Tuesday, 6 August 2013

Treatment plan for working with sexual abuse - Bob Cooke


Treatment plan for working with Sexual Abuse.


Many years ago I wrote an article for Psychotherapists and Counsellors on how to work with people who have been sexually abused and traumatised at a deeper level.               This blog is taken from part of the article
People presenting from sexual abuse trauma will present with some  or more of the features below.
1— fear and mistrust
2— panic attacks and anxiety
3— nightmares and flashbacks
4— poor self image
5— self esteem issues
6— A feeling of self worthlessness and no value
7— depression
8— cumulative trauma
9— paranoia

Treatment plan for working with Sexually abused clients.
First stage— Establishing a strong working alliance between clients and therapist. This may take many months and in fact may be a hallmark of the psychotherapy process. But it is  essential  in terms of psychotherapy process being successful. The psychotherapist will have to be patient and earn the client’s trust.
The second stage– Retrieval of memory— in this stage the Therapist will concentrate on phenomenological Inquiry ,this means helping the client going further into their history and helping them understanding of how the past is played out in the  present- to make connections.
As she makes these connections she will be hopefully allowing yourself to retrieve memories that she had cut off from in order to protect herself from feeling and remembering the abuse.
The third stage—-  The Emergency stage– it is characterised by the client getting in touch with and emotions, and often a flood of emotions.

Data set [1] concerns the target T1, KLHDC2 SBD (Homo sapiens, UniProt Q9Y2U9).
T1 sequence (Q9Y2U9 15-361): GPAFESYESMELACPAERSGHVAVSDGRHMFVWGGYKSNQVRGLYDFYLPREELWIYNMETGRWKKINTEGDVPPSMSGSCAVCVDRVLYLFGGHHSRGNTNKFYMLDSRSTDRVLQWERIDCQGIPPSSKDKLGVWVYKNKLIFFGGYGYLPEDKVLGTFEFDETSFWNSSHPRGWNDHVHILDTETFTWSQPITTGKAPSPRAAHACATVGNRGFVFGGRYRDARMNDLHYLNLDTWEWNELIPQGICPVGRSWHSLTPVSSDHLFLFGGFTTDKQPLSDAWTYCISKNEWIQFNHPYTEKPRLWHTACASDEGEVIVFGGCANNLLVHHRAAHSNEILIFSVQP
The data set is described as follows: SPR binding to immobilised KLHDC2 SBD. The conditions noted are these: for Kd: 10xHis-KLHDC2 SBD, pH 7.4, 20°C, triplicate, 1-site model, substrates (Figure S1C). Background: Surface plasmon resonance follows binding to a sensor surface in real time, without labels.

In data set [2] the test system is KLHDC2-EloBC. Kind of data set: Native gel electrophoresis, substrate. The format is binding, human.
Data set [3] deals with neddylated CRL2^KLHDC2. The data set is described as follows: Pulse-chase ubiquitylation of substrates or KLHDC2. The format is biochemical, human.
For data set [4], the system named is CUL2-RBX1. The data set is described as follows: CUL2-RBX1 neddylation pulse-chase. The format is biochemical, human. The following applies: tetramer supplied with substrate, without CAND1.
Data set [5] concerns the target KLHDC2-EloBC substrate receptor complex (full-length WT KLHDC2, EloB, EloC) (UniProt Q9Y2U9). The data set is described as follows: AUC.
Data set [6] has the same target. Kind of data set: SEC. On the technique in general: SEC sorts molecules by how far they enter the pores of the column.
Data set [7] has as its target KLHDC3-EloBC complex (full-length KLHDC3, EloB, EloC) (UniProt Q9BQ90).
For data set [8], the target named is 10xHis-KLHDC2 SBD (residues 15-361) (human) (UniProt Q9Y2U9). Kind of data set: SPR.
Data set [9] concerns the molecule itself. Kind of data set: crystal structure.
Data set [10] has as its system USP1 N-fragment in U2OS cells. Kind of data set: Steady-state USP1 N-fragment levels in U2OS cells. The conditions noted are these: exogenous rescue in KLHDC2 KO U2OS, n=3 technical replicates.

In this stage  the therapist needs to be fully supportive, and be prepared ,to offer more therapy sessions and indeed be more accessible for the client as she works through her confused emotions.
The fourth stage— New  decisions and Integration  — in this stage new decisions are taken and there is more integration for the client. She comes from a more integrated adult ego state
The fifth stage— Endings and  Termination—- in this stage we give time for the client to end with the therapist and the therapist to end with the client. This stage must not be rushed and a full account of the whole process needs to be reviewed and celebrated.
On a final  point, please note that though this treatment is written in order, it is in fact ,a morefluid process where the Therapist may, with the client visit, many different stages, at different times, and indeed may re-visit the particular stages more than once for more therapeutic work to be done.

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